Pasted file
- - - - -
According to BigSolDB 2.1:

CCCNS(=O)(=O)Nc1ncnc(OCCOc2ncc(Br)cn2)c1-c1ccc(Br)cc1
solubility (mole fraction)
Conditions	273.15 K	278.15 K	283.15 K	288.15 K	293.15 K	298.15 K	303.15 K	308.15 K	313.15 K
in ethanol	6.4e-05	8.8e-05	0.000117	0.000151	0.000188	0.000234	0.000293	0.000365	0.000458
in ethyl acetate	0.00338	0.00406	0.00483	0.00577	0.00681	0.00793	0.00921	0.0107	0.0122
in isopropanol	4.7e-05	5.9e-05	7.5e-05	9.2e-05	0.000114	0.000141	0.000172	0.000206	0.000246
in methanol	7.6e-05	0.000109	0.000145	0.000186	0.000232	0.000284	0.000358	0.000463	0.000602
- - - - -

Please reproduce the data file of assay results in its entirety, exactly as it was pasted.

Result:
According to BigSolDB 2.1:

CCCNS(=O)(=O)Nc1ncnc(OCCOc2ncc(Br)cn2)c1-c1ccc(Br)cc1
solubility (mole fraction)
Conditions	273.15 K	278.15 K	283.15 K	288.15 K	293.15 K	298.15 K	303.15 K	308.15 K	313.15 K
in ethanol	6.4e-05	8.8e-05	0.000117	0.000151	0.000188	0.000234	0.000293	0.000365	0.000458
in ethyl acetate	0.00338	0.00406	0.00483	0.00577	0.00681	0.00793	0.00921	0.0107	0.0122
in isopropanol	4.7e-05	5.9e-05	7.5e-05	9.2e-05	0.000114	0.000141	0.000172	0.000206	0.000246
in methanol	7.6e-05	0.000109	0.000145	0.000186	0.000232	0.000284	0.000358	0.000463	0.000602